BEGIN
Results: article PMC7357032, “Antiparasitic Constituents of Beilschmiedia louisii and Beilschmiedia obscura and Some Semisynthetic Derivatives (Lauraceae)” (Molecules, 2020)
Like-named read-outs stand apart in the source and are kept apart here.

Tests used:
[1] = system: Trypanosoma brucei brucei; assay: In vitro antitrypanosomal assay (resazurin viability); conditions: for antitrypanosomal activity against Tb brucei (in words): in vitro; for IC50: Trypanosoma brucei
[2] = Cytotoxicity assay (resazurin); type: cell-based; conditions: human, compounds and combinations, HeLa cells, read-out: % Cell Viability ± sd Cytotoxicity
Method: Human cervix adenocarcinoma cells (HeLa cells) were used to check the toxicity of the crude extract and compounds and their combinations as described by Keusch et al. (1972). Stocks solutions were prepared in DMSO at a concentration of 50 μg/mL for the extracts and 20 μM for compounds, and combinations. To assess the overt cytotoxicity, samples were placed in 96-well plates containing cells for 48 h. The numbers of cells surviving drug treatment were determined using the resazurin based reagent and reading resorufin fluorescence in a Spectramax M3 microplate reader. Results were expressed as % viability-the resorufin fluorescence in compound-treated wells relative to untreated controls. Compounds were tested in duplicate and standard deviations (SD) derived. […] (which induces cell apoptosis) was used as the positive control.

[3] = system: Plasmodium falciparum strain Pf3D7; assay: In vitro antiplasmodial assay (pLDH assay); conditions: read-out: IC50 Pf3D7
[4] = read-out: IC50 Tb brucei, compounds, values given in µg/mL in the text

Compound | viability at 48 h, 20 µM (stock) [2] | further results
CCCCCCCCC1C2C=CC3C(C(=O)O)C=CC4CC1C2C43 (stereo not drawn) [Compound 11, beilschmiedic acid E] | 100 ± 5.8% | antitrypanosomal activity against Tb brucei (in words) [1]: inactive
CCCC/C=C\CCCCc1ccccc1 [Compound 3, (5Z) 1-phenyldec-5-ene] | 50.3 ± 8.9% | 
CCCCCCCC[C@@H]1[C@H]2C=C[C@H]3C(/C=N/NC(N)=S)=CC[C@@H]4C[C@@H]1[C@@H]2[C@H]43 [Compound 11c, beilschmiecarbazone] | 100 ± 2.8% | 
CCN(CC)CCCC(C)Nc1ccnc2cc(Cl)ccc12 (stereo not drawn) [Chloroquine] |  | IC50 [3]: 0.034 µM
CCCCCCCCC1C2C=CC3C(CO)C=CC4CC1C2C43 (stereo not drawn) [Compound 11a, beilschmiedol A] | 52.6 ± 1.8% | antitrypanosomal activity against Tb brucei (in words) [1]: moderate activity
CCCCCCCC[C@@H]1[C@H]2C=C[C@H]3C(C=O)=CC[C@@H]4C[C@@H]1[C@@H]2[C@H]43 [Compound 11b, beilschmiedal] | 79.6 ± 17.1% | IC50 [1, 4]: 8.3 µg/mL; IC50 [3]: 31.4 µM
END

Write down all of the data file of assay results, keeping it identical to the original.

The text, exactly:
Results: article PMC7357032, “Antiparasitic Constituents of Beilschmiedia louisii and Beilschmiedia obscura and Some Semisynthetic Derivatives (Lauraceae)” (Molecules, 2020)
Like-named read-outs stand apart in the source and are kept apart here.

Tests used:
[1] = system: Trypanosoma brucei brucei; assay: In vitro antitrypanosomal assay (resazurin viability); conditions: for antitrypanosomal activity against Tb brucei (in words): in vitro; for IC50: Trypanosoma brucei
[2] = Cytotoxicity assay (resazurin); type: cell-based; conditions: human, compounds and combinations, HeLa cells, read-out: % Cell Viability ± sd Cytotoxicity
Method: Human cervix adenocarcinoma cells (HeLa cells) were used to check the toxicity of the crude extract and compounds and their combinations as described by Keusch et al. (1972). Stocks solutions were prepared in DMSO at a concentration of 50 μg/mL for the extracts and 20 μM for compounds, and combinations. To assess the overt cytotoxicity, samples were placed in 96-well plates containing cells for 48 h. The numbers of cells surviving drug treatment were determined using the resazurin based reagent and reading resorufin fluorescence in a Spectramax M3 microplate reader. Results were expressed as % viability-the resorufin fluorescence in compound-treated wells relative to untreated controls. Compounds were tested in duplicate and standard deviations (SD) derived. […] (which induces cell apoptosis) was used as the positive control.

[3] = system: Plasmodium falciparum strain Pf3D7; assay: In vitro antiplasmodial assay (pLDH assay); conditions: read-out: IC50 Pf3D7
[4] = read-out: IC50 Tb brucei, compounds, values given in µg/mL in the text

Compound | viability at 48 h, 20 µM (stock) [2] | further results
CCCCCCCCC1C2C=CC3C(C(=O)O)C=CC4CC1C2C43 (stereo not drawn) [Compound 11, beilschmiedic acid E] | 100 ± 5.8% | antitrypanosomal activity against Tb brucei (in words) [1]: inactive
CCCC/C=C\CCCCc1ccccc1 [Compound 3, (5Z) 1-phenyldec-5-ene] | 50.3 ± 8.9% | 
CCCCCCCC[C@@H]1[C@H]2C=C[C@H]3C(/C=N/NC(N)=S)=CC[C@@H]4C[C@@H]1[C@@H]2[C@H]43 [Compound 11c, beilschmiecarbazone] | 100 ± 2.8% | 
CCN(CC)CCCC(C)Nc1ccnc2cc(Cl)ccc12 (stereo not drawn) [Chloroquine] |  | IC50 [3]: 0.034 µM
CCCCCCCCC1C2C=CC3C(CO)C=CC4CC1C2C43 (stereo not drawn) [Compound 11a, beilschmiedol A] | 52.6 ± 1.8% | antitrypanosomal activity against Tb brucei (in words) [1]: moderate activity
CCCCCCCC[C@@H]1[C@H]2C=C[C@H]3C(C=O)=CC[C@@H]4C[C@@H]1[C@@H]2[C@H]43 [Compound 11b, beilschmiedal] | 79.6 ± 17.1% | IC50 [1, 4]: 8.3 µg/mL; IC50 [3]: 31.4 µM